Many women who take antidepressants (remember, this is a marketing term, not a scientific term) struggle with the decision to continue or wean off of their Prozac, Zoloft, or Lexapro if they become pregnant. Of course, each situation is unique and should be made with an informed health care professional. One of the challenges involves getting the most accurate information and education about the effects of your medication and the effects it will have on the developing child.
In a recent study by Dr. Bryan King, a child psychiatrist at Seattle Children’s Hospital, data were collected from 145,500 pregnancies in Quebec; the researchers followed the babies for ten years. This study found that the children of women who were taking antidepressant medication (specifically SSRI’s like Prozac, Zoloft, Celexa) while pregnant had a significantly higher chance of having a child with autism. The researchers found that mothers who used these drugs during the second or third trimester were particularly vulnerable to a greater chance of Autistic Spectrum Disorder in their child.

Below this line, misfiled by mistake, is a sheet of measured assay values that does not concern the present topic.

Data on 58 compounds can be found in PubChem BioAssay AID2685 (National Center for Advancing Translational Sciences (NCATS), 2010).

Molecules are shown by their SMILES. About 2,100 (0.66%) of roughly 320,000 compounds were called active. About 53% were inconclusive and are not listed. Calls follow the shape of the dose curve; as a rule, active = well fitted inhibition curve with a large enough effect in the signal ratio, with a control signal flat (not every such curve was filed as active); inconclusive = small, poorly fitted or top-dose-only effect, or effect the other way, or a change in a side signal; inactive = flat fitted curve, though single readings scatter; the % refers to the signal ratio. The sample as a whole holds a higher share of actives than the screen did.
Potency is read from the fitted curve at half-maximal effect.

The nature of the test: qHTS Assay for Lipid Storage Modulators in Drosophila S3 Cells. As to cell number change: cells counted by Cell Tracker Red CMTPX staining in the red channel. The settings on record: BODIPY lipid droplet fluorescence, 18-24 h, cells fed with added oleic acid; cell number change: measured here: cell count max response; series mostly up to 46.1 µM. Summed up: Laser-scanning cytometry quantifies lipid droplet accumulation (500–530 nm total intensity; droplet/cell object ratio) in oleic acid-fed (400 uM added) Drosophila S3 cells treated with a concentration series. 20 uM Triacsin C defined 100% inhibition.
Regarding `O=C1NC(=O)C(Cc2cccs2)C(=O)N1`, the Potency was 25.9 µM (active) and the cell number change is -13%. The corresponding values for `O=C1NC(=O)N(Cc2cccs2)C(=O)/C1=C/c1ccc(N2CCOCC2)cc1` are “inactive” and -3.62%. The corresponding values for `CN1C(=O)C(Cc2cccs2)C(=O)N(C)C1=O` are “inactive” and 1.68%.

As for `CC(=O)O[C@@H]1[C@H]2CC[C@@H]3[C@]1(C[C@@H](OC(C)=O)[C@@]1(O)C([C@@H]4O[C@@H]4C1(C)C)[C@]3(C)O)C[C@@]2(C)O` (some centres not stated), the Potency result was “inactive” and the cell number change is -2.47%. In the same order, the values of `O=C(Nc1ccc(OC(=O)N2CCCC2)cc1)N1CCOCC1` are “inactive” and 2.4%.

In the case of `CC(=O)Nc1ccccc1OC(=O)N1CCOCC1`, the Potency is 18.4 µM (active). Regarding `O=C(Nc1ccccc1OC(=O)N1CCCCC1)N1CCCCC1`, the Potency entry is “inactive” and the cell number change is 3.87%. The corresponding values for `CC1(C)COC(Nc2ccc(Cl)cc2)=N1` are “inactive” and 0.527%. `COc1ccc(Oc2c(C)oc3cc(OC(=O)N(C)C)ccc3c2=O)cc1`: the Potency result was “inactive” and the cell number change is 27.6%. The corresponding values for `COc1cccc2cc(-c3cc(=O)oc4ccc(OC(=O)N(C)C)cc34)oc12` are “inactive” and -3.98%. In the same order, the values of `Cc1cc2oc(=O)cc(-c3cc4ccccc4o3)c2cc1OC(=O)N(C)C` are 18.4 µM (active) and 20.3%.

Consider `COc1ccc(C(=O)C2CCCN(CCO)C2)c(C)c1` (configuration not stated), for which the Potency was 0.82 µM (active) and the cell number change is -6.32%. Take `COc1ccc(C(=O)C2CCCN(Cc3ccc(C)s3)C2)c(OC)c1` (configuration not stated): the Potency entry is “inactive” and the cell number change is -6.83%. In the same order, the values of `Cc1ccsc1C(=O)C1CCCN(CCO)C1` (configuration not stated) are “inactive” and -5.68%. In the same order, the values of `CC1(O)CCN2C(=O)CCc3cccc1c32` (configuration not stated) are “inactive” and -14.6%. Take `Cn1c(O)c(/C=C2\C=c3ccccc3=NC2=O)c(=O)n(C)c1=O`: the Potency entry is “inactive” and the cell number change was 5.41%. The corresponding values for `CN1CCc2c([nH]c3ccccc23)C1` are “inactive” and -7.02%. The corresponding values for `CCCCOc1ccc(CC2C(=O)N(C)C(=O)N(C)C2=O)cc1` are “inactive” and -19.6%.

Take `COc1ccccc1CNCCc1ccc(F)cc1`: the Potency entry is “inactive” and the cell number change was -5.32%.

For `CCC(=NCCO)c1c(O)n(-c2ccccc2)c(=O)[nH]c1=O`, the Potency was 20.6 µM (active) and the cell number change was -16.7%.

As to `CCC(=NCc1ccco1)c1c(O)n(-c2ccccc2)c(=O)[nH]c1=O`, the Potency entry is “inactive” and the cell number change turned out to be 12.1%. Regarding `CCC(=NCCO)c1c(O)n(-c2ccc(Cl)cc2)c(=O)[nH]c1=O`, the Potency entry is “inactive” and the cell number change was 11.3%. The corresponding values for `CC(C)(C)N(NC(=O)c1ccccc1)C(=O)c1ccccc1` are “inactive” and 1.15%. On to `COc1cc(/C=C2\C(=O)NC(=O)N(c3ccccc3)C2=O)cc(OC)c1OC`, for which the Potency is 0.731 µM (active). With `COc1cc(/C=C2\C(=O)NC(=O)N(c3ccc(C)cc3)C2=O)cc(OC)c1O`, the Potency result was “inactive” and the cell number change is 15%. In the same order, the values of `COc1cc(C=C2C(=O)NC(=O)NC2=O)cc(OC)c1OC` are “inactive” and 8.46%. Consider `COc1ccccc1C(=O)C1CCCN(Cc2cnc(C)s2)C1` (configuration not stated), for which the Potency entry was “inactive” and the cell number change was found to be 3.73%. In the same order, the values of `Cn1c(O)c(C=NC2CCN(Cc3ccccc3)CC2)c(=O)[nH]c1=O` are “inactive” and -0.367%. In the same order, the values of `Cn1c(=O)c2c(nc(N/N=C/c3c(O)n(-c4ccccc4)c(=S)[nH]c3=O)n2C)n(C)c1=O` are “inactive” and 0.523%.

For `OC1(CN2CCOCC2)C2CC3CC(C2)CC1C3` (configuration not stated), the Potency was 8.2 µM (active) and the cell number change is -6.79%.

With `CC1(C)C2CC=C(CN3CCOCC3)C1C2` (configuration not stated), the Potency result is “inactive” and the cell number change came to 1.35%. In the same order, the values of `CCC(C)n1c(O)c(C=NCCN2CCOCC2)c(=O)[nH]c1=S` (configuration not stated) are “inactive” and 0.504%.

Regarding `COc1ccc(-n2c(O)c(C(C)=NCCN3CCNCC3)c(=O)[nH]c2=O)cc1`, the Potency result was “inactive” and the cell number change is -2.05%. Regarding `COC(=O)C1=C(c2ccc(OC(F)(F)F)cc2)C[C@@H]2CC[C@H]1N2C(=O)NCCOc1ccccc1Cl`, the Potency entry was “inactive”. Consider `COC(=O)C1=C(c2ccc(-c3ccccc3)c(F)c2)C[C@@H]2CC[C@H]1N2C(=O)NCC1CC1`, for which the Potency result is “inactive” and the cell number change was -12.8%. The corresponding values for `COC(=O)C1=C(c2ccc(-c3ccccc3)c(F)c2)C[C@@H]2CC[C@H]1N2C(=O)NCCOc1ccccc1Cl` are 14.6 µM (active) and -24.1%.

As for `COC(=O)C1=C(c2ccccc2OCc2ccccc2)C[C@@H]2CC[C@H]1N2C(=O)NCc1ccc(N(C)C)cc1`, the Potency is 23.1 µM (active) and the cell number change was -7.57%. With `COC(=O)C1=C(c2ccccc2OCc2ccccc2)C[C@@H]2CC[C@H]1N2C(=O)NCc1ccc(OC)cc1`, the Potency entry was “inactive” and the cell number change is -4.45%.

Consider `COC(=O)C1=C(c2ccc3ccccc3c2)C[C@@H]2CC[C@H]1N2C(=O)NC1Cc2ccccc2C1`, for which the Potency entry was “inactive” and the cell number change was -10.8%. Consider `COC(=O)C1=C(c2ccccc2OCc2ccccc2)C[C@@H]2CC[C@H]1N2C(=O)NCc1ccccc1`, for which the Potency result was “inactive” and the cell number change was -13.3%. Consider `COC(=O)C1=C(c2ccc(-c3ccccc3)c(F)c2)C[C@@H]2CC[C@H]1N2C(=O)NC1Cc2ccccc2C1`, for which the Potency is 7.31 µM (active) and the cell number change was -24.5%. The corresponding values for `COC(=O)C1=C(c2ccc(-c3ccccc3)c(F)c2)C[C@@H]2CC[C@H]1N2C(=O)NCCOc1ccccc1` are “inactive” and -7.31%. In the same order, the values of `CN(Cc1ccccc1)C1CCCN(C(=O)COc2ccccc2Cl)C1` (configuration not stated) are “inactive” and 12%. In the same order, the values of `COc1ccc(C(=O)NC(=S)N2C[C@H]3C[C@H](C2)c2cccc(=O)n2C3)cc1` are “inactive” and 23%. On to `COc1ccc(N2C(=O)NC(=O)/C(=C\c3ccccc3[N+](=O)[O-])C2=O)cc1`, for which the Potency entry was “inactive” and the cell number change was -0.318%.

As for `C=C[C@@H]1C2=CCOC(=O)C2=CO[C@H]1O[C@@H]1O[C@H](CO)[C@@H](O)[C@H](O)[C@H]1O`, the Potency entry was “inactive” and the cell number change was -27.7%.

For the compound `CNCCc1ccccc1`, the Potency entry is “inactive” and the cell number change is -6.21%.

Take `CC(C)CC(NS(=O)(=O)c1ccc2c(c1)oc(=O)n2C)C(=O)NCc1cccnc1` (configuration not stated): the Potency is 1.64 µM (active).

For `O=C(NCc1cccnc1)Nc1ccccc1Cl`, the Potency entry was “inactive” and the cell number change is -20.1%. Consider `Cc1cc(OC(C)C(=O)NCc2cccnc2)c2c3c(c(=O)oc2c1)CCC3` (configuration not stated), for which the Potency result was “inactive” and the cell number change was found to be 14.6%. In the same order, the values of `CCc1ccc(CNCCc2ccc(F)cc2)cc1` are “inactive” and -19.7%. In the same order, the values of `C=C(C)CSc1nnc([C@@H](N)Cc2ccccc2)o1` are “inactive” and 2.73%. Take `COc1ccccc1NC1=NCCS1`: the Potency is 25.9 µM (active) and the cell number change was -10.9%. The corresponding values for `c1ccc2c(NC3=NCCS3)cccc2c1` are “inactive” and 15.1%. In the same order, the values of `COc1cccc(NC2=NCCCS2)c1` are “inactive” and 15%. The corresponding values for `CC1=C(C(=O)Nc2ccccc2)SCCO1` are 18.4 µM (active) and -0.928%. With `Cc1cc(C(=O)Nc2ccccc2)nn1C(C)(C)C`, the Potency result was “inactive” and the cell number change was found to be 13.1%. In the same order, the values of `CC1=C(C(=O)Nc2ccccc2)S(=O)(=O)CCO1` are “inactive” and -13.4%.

Researchers believe that the potential damage may be due to the drug sparking imbalances of serotonin—one of the neurotransmitters babies need for healthy brain development (antidepressant medication floods synapses with serotonin and can pass through the placental wall, effecting the developing fetus).
Simply understanding these potential consequences does not necessarily mean that stopping psychiatric medication is the best decision. Because depression can be extremely debilitating and going off of any psychiatric drug can be very difficult, doing so without proper guidance and supervision can wreak utterly devastating consequences. Each woman must make the best decision for herself; however, not necessarily by herself.
Psychotherapy is a far safer and more effective treatment for depressive and anxiety symptoms; psychotherapy with a skilled clinician is at least as effective in treating and managing the “slings and arrows” of life when compared to psychiatric drugs, which have common and often debilitating side effects.
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